I hope this and the other two articles I mentioned here answered your question for you. If you have any further thoughts please feel free to use the comment section below.

The Unproveable Absence of God

Question from MiK’la:
Atheists always ask the Christian to prove that God exists. What proof is there that He doesn’t exist?

Answer by SmartLX:
None, but that doesn’t change anything.

Most atheists, myself included, allow for the possibility of a god existing. We think it’s unlikely, but there are so many ways in which a god could exist and yet remain unproven that there’s no way to prove beyond all possible doubt that there are no gods. That in no way means there’s enough evidence to justify positively believing that there is one, let alone a particular one. It’s impossible to prove that George Burns wasn’t the actual composer of Eleanor Rigby – he was around at the time, after all, and might have written Paul McCartney a long letter – but no one believes he did it. (That analogy was originally going to be that no one believes Queen Elizabeth I wrote Shakespeare’s plays, but it turns out some people do.)

Christians do believe in God, and therefore think there is at least one good reason to believe in God. When atheists go asking, we’re asking what that reason is. It’s an important question, because if it’s really a good reason to believe then we should believe too, and if it’s not a good reason then the believer shouldn’t. This is all based on the simple assumption that one should only believe in something with good reason. You’re welcome to argue with that if you really want to.

“And must I now begin to doubt…”

Question from Jackson:
Should I believe in the Bible? I have grown up in a Christian church and I am having my doubts about the Bible and “God”.

Answer by SmartLX:
Well, I don’t think you should believe in it because I don’t think its central claims are true, like the existence of a god or the resurrection of Jesus or the instant creation of humankind in its present shape, but that’s just my opinion.

What’s important is what you think, and you can think better by learning about the issues. If you have a specific doubt about the Bible, many others probably share that doubt, so if you Google some keywords you’ll find a wealth of information and arguments. Or just use the search field on this site, because we’ve gone through all the major ideological battlegrounds at some stage. Feel free to comment anywhere with questions, even in long-dead threads, because we see it all at this end.

Don’t just look for the skeptical material, though. Ask your fellow Christians about the things that cause you to doubt, and see what you think of their answers – and just as importantly, their emotional reactions. Are they ready with an answer like the Bible tells them to be (1 Peter 3:15)? Do they try to deflect the question with appeals to unquestioning faith? Do they start to become wary of you as a potential source of doubt in themselves? Or do they just avoid the subject?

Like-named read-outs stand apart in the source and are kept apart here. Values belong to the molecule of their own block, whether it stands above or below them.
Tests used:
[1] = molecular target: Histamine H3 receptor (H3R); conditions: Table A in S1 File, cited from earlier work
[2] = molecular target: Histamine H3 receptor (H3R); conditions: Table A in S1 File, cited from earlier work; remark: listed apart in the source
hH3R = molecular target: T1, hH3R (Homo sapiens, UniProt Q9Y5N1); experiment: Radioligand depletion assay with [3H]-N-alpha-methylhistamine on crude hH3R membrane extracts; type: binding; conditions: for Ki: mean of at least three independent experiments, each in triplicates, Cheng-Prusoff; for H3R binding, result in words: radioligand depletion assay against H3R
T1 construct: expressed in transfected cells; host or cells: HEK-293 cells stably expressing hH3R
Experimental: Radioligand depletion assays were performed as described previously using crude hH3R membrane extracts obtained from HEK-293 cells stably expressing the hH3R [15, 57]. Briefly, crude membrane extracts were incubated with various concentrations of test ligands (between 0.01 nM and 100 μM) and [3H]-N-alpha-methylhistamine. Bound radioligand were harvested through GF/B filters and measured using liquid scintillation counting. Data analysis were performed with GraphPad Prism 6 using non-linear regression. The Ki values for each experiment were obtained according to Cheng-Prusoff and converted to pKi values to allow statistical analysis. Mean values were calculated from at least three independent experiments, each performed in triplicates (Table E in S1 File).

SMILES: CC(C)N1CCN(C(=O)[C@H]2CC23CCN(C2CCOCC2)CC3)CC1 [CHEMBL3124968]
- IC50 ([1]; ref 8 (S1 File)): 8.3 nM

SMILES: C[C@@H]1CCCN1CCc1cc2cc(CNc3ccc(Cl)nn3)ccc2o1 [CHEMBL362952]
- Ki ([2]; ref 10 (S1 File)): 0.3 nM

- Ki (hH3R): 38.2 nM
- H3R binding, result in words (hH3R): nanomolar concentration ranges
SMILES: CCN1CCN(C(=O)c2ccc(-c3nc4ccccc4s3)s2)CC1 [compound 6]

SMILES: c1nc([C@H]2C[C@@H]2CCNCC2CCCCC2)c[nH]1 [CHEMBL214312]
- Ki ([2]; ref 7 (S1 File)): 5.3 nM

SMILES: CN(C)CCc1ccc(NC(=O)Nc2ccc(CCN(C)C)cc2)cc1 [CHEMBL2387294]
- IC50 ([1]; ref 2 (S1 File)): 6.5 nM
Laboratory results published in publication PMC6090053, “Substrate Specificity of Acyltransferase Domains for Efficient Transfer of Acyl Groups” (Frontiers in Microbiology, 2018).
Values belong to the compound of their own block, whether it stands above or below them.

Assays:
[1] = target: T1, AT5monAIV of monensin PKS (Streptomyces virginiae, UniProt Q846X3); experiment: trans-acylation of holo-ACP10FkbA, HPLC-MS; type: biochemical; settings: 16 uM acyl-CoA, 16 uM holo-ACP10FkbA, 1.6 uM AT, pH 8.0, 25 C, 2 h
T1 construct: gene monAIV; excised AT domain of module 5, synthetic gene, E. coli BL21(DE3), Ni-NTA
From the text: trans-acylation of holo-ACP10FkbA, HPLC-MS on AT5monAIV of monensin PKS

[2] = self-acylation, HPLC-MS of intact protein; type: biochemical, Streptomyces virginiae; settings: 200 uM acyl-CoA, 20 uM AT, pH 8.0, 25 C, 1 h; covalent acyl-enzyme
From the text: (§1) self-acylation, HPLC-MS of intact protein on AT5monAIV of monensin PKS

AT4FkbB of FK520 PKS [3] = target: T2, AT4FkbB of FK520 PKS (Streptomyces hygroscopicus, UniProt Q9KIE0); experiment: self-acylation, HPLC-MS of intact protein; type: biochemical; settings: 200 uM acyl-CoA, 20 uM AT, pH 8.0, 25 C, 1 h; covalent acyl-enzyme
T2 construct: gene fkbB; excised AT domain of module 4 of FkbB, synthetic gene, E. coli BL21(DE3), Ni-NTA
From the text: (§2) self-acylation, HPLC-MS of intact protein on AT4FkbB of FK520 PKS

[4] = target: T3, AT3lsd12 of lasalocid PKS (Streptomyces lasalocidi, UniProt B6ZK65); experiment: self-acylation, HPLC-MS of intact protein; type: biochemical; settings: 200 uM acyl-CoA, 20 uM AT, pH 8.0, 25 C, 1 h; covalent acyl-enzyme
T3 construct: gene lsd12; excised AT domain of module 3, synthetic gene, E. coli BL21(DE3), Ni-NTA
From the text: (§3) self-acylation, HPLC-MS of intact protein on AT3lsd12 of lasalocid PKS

Trust me, you’re not alone among Christians in doubting the dogma, and it’s often flavoured with a significant fear of doubt. Admitting that you have your doubts is therefore an important first step towards either becoming more secure in your beliefs or discarding them altogether. Either way, it’s in your best interests to pursue this line of inquiry.

God’s Plan for the Multiverse?

Question from Devilush:
I am a devout Atheist. I enjoy documentaries, I recently watched one on PBS Nova and they were talking about a subject I know a little about, alternate universes. This made me think about the theist argument I always hear…god’s divine plan. To me it makes a strong argument that every choice is possible, therefore it is god’s plan because he does not make mistakes. So whatever we think is choice is in reality his plan because every choice is possible…personally I need measured evidence of [I think Devilush was possibly cut off there]

Answer by SmartLX:
If every choice is possible, and has happened in some universe or other, then every possible wrong choice has been made. Yes, there would be at least one universe where everything has always gone perfectly according to God’s supposed plan (maybe more, if nothing stops universes from being identical) but the larger multiverse would be littered with universes that had fallen by the wayside.

Crediting God for the one universe He got right would be like calling someone a good marksman for peppering the area around the target with stray bullets until one happened to hit the bullseye (close to the Texas sharpshooter fallacy, but really just simple confirmation bias). It would also be completely undeserved, because in a multiverse where everything happens somewhere, it’s a mathematical certainty that any given plan will be matched perfectly and God doesn’t actually need to do anything. So much for all-powerful. If He created the whole system in the first place, good for Him, but that makes him a deistic god, not the kind of interventionist theistic god the theists you’ve heard this from actually worship.

Of course this is all assuming there’s a god at all, which brings it into the area of theology and out of the area of consideration which is useful to atheists, except when they’re conversing with believers.

Proof? We don’ need no steenkin’ proof!

Question from Madoka:
I’m a Catholic but I’m open minded. I keep hearing about how God does not exist but how can you PROVE he doesnt exist? I’m just looking for your opinion because I read about some atheists who had near death experiences and became Christians so it’s kinda confusing. Have you ever thought that He might exist?

Answer by SmartLX:
I can’t prove God doesn’t exist, and I still think that He might exist. Neither of these is a good reason to believe in something, though.